I've seen Kansas University football teams obliterated. I've seen the Jayhawks incinerated. And I've seen them annihilated.
On Saturday, I saw the Jayhawks alliterated.
I knew Texas Tech's Kliff Kingsbury was a talented passing quarterback and he sure as heck proved it. But I had no idea the Jayhawks would turn two guys named Derek Dorris and Wes Welker into the greatest things to come out of Lubbock since the late great Buddy Holly.
Dorris, a senior wide receiver who had narrowed his college choices to Kansas and Texas Tech, caught a school record four touchdown passes from Kingsbury.
And Welker, a unimposing 5-foot-9 wide receiver/kick returner, amassed a staggering 271 all-purpose yards. Welker benefited from perhaps a lifetime supply of air tackles as he maneuvered 42 yards for a touchdown on a flanker reverse, and 66 yards for a TD on a punt return.
Hey, you can't stop Derek Dorris and Wes Welker. You can only hope to slow them down.
Welker's 66-yard touchdown gallop with a Joey Pelfanio punt was just the latest embarrassment for a KU punt team that has been about as effective this season as the Royals' bullpen.
You could make a case for that Keystone Kops punt coverage team costing the Jayhawks two victories this season. Three punt team errors cost Kansas the opener at SMU, and if you take away Welker's 66-yarder Saturday the Jayhawks would have won by one point.
Colorado's Roman Hollowell returned a punt for a TD against the Jayhawks last week coincidentally also 66 yards but KU survived that one, mainly because the Buffaloes were using a true freshman at quarterback.
Tech's Kingsbury is a battle-tested sophomore who has, I suspect, Heisman potential. Can't you just see Tech publicists churning out the flak next year? Kliff Klicks. The Marquis of Kingsbury Rules. Happiness is Kliff Kingsbury in Your Rear View Mirror.
Does anybody remember when Kansas led the nation in pass defense? That was five or six weeks ago. On Saturday, Kingsbury buried a KU secondary that was using a free safety and five cornerbacks.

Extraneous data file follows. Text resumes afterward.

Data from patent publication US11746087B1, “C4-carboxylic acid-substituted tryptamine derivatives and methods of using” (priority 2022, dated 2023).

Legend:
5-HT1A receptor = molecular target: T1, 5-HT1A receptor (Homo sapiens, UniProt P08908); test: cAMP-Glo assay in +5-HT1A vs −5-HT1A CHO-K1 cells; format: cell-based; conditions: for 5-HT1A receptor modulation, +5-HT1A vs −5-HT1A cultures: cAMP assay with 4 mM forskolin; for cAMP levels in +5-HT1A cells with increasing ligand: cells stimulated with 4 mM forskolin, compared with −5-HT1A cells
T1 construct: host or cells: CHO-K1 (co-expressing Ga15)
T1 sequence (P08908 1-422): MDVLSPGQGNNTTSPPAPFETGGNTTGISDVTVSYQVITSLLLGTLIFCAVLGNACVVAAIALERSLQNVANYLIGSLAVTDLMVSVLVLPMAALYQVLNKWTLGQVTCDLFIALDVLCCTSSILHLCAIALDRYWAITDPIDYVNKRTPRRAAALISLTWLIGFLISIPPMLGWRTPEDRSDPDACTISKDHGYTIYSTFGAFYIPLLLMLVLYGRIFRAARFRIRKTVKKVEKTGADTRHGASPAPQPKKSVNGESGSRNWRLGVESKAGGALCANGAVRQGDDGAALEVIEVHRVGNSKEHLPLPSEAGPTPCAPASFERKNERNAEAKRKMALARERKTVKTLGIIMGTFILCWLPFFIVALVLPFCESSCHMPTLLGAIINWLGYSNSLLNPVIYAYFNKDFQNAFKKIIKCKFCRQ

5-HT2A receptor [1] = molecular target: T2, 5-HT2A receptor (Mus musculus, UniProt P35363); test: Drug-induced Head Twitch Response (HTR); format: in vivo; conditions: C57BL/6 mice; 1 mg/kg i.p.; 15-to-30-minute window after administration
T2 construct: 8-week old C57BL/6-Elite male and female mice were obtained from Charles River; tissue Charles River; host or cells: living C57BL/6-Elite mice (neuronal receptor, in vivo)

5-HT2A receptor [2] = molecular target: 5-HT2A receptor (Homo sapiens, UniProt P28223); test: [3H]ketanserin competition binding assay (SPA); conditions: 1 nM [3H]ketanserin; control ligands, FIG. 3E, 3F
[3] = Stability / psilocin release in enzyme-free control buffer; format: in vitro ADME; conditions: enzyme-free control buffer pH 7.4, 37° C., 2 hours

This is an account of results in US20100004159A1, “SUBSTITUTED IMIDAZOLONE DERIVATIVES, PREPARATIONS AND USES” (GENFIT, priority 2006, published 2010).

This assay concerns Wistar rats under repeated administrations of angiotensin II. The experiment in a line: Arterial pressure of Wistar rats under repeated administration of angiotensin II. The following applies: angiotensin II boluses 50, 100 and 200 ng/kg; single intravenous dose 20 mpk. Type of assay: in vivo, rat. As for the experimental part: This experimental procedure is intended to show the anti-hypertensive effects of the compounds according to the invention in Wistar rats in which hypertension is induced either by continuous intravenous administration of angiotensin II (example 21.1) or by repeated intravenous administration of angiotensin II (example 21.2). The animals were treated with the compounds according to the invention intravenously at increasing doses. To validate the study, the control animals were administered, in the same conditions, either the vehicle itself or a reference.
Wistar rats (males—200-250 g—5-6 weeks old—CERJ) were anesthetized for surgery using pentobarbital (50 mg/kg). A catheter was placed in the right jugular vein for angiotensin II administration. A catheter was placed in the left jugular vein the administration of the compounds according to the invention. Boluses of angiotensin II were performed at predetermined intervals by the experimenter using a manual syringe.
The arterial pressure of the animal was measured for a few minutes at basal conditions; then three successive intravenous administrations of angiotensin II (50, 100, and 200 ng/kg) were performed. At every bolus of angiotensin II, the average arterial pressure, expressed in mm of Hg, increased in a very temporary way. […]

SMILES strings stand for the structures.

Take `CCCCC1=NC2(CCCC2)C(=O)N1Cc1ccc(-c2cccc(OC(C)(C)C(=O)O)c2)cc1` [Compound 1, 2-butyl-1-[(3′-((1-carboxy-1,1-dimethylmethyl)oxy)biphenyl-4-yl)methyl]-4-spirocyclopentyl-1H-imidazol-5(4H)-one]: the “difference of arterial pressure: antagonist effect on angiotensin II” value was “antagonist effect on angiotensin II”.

From the outset it was clear the Red Raiders' game plan was to pick on Quincy Roe. They matched the 5-9 Roe against the 6-2 Dorris and it was truly a mismatch.
Such a mismatch that twice Roe interfered with Dorris in the end zone and both times Dorris made the reception anyway.
Late in the game, with Tech again knocking on the door, the KU coaches shifted Andrew Davison arguably the Jayhawks' best pass defender onto Dorris. Sure enough, Kingsbury tried to connect with his favorite end-zone receiver again and Davison broke it up.
Davison quickly came to Roe's defense, however, saying, "We're not going to single anyone out. We just didn't make plays period."
Nonetheless, Roe sat dejectedly on the stool in front of his locker minutes afterward, reflecting on "the worst game I've ever played since I've played this sport."
At times, Roe looked like he was on roller skates while trying to cover Red Raiders' receivers.
"I've just gotta shake it off," he said. "That's all you can do. We've got more games to play and we have to go forward."
Yes, the Jayhawks have three more games, and they face the daunting task of winning two of the three in order to qualify for a postseason appearance.
It's unlikely Kansas will win at Nebraska next Saturday and the final home game in two weeks is against Texas, another pass-minded team but with a better defense than Texas Tech.
Yet if the Jayhawks don't win against either Nebraska or Texas, the road finale at Iowa State in three weeks will be moot.